With more help, can Wright again hit .300, 30, 100?

In 2007, the Mets had the fourth-most productive offense in the National League, which included Jose Reyes and a lineup with three players that hit more than 20 HR and 80 RBI, including David Wright, who hit .325 with 30 HR and 107 RBI.

In 2008, the Mets had the second-most productive offense in the National League, which again included Reyes and a lineup with three players that hit more than 20 HR and 80 RBI, including Wright, who .303 with 33 HR and 115 RBI.

However, since then, the Mets have repeatedly been one of the worst and least consistent offenses in baseball, during which Wright has struggled to match the level of production he did in previous seasons.

Matthew Cerrone, Lead Writer

In other words, while there are some fans who feel Wright is the problem, there are others (like me) who believe – if surrounded with better hitters – he can return to being as productive as he was a few years ago. I know he isn’t getting any younger, but – in terms of power production, less average – historically speaking – these next few seasons should actually be his prime…

In a post to Mets Today, Joe Janish writes:

“I feel strongly that Wright will hit .300+ and 25+ HR in a lineup that includes other proven MLB run producers. You’re right, he’s not a Miguel Cabrera or Prince Fielder type of hitter, who can carry a club on his own. Though, even Fielder and Cabrera had each other in 2012, and Fielder had Ryan Braun previously, while Cabrera had Victor Martinez. As nice a player as Ike Davis is, he’s no Martinez, and certainly, no Braun. Most great hitters have at least one strong-hitting “sidekick” that helps them be great; Wright has had no such complementary teammate since Carlos Beltran‘s last full season as a Met in 2008 (when Wright last hit 30+ HRs, drove in 100+ RBI, and hit .300+). Off the top of my head, the only other really good NL hitters who didn’t have an established sidekick were Andrew McCutchen and Chase Headley. McCutchen is a bonafide superstar while Headley may have benefited from a combination of a second-half hot streak and the fact that people were not expecting him to be as good as he performed. In comparison, Wright finished with very good numbers — though he did, as you say, more or less disappear in the second half (similarly, Headley was only so-so in the first half).”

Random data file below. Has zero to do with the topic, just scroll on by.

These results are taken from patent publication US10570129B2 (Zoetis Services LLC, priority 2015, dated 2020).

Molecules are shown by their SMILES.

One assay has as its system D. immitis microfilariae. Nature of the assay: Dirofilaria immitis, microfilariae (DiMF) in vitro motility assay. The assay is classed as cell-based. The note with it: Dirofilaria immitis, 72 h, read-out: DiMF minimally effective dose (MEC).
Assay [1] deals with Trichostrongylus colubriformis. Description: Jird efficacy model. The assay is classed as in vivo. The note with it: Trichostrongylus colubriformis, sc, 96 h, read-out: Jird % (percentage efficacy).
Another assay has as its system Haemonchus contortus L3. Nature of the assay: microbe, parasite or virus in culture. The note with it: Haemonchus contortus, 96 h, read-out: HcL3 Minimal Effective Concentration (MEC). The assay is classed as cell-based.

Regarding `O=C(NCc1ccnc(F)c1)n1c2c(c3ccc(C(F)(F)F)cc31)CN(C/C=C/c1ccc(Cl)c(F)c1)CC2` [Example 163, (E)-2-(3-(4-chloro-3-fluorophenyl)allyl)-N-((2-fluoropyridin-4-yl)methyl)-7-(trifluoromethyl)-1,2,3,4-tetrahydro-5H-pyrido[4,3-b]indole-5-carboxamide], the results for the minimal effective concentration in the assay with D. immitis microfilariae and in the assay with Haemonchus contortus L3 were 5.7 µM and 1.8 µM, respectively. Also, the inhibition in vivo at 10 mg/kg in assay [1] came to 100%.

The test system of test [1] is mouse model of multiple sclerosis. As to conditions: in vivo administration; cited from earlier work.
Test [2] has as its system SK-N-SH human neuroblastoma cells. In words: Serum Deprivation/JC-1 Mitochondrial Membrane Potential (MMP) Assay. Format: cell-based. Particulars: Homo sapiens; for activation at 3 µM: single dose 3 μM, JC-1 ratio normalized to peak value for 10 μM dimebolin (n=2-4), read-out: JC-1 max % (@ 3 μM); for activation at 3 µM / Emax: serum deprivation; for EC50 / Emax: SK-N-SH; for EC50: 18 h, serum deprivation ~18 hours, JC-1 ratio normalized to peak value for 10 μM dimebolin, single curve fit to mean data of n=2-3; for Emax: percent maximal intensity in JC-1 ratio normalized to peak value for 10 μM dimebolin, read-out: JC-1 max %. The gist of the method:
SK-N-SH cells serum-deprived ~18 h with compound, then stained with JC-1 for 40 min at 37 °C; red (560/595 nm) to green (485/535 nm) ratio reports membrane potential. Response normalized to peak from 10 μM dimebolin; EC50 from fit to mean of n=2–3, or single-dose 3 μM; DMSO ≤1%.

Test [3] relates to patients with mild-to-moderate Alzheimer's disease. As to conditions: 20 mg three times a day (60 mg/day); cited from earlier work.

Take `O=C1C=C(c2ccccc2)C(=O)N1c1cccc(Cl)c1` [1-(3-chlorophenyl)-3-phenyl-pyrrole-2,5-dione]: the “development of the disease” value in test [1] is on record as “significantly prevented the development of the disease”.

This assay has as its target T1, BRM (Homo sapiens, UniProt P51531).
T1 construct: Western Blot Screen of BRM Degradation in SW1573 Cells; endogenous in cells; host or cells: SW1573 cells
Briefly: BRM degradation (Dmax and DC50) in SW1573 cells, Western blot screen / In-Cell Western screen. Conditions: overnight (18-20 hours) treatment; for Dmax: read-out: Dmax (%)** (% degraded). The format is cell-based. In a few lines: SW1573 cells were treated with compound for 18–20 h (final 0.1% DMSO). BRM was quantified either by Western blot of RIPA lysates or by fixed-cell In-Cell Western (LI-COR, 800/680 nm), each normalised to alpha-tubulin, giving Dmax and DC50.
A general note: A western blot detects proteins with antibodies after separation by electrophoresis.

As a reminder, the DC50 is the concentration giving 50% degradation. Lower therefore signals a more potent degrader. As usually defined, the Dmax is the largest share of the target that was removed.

I totally agree with Joe. What’s more, according to Wins Above Replacement, Wright can be considered one of the best players in the National League.


So, the question is this…